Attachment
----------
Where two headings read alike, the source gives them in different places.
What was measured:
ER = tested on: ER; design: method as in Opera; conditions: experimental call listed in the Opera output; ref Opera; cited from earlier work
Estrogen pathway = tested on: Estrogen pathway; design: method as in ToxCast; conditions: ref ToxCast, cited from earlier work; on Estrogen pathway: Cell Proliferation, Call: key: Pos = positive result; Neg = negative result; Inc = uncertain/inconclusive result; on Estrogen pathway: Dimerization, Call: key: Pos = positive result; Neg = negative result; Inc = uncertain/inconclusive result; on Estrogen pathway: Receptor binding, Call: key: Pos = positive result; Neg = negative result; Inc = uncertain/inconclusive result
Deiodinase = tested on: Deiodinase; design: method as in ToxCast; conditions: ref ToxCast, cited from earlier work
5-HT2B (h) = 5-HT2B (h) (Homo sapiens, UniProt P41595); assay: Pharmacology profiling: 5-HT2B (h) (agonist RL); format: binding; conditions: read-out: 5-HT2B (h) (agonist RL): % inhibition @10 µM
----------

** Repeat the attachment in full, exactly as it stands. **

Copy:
Where two headings read alike, the source gives them in different places.
What was measured:
ER = tested on: ER; design: method as in Opera; conditions: experimental call listed in the Opera output; ref Opera; cited from earlier work
Estrogen pathway = tested on: Estrogen pathway; design: method as in ToxCast; conditions: ref ToxCast, cited from earlier work; on Estrogen pathway: Cell Proliferation, Call: key: Pos = positive result; Neg = negative result; Inc = uncertain/inconclusive result; on Estrogen pathway: Dimerization, Call: key: Pos = positive result; Neg = negative result; Inc = uncertain/inconclusive result; on Estrogen pathway: Receptor binding, Call: key: Pos = positive result; Neg = negative result; Inc = uncertain/inconclusive result
Deiodinase = tested on: Deiodinase; design: method as in ToxCast; conditions: ref ToxCast, cited from earlier work
5-HT2B (h) = 5-HT2B (h) (Homo sapiens, UniProt P41595); assay: Pharmacology profiling: 5-HT2B (h) (agonist RL); format: binding; conditions: read-out: 5-HT2B (h) (agonist RL): % inhibition @10 µM